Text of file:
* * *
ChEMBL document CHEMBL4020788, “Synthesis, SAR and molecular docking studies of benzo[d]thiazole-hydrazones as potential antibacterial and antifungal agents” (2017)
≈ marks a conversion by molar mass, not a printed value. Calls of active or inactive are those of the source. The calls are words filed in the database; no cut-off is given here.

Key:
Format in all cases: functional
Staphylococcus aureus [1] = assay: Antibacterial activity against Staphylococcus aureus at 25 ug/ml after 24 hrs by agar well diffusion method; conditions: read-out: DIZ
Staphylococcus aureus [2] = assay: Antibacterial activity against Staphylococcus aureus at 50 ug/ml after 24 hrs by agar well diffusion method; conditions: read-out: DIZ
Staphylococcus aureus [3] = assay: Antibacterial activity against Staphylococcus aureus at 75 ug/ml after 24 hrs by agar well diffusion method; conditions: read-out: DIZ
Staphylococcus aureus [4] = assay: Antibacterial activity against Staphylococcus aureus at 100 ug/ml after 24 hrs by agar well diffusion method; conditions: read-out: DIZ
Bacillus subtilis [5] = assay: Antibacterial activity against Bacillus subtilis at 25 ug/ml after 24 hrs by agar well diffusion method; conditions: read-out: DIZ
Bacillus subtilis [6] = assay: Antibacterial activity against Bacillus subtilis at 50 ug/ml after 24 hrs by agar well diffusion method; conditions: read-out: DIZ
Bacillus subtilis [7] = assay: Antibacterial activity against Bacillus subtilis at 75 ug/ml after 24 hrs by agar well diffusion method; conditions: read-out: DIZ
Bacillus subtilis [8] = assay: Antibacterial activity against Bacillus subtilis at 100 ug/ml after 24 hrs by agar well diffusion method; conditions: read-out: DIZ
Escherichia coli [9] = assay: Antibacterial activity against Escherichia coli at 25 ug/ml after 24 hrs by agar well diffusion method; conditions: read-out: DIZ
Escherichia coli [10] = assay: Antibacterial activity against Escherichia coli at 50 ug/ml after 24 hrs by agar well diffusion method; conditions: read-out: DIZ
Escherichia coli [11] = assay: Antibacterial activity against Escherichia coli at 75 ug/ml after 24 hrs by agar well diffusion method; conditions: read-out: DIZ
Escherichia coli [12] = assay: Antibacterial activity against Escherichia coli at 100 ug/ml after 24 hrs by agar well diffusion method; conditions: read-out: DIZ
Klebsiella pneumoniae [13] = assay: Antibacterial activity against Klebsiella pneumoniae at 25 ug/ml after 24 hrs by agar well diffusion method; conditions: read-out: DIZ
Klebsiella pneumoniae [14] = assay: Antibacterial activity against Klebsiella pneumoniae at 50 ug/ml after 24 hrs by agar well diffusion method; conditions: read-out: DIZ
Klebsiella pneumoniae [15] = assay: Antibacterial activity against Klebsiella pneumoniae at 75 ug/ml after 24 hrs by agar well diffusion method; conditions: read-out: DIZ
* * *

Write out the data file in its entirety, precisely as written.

ChEMBL document CHEMBL4020788, “Synthesis, SAR and molecular docking studies of benzo[d]thiazole-hydrazones as potential antibacterial and antifungal agents” (2017)
≈ marks a conversion by molar mass, not a printed value. Calls of active or inactive are those of the source. The calls are words filed in the database; no cut-off is given here.

Key:
Format in all cases: functional
Staphylococcus aureus [1] = assay: Antibacterial activity against Staphylococcus aureus at 25 ug/ml after 24 hrs by agar well diffusion method; conditions: read-out: DIZ
Staphylococcus aureus [2] = assay: Antibacterial activity against Staphylococcus aureus at 50 ug/ml after 24 hrs by agar well diffusion method; conditions: read-out: DIZ
Staphylococcus aureus [3] = assay: Antibacterial activity against Staphylococcus aureus at 75 ug/ml after 24 hrs by agar well diffusion method; conditions: read-out: DIZ
Staphylococcus aureus [4] = assay: Antibacterial activity against Staphylococcus aureus at 100 ug/ml after 24 hrs by agar well diffusion method; conditions: read-out: DIZ
Bacillus subtilis [5] = assay: Antibacterial activity against Bacillus subtilis at 25 ug/ml after 24 hrs by agar well diffusion method; conditions: read-out: DIZ
Bacillus subtilis [6] = assay: Antibacterial activity against Bacillus subtilis at 50 ug/ml after 24 hrs by agar well diffusion method; conditions: read-out: DIZ
Bacillus subtilis [7] = assay: Antibacterial activity against Bacillus subtilis at 75 ug/ml after 24 hrs by agar well diffusion method; conditions: read-out: DIZ
Bacillus subtilis [8] = assay: Antibacterial activity against Bacillus subtilis at 100 ug/ml after 24 hrs by agar well diffusion method; conditions: read-out: DIZ
Escherichia coli [9] = assay: Antibacterial activity against Escherichia coli at 25 ug/ml after 24 hrs by agar well diffusion method; conditions: read-out: DIZ
Escherichia coli [10] = assay: Antibacterial activity against Escherichia coli at 50 ug/ml after 24 hrs by agar well diffusion method; conditions: read-out: DIZ
Escherichia coli [11] = assay: Antibacterial activity against Escherichia coli at 75 ug/ml after 24 hrs by agar well diffusion method; conditions: read-out: DIZ
Escherichia coli [12] = assay: Antibacterial activity against Escherichia coli at 100 ug/ml after 24 hrs by agar well diffusion method; conditions: read-out: DIZ
Klebsiella pneumoniae [13] = assay: Antibacterial activity against Klebsiella pneumoniae at 25 ug/ml after 24 hrs by agar well diffusion method; conditions: read-out: DIZ
Klebsiella pneumoniae [14] = assay: Antibacterial activity against Klebsiella pneumoniae at 50 ug/ml after 24 hrs by agar well diffusion method; conditions: read-out: DIZ
Klebsiella pneumoniae [15] = assay: Antibacterial activity against Klebsiella pneumoniae at 75 ug/ml after 24 hrs by agar well diffusion method; conditions: read-out: DIZ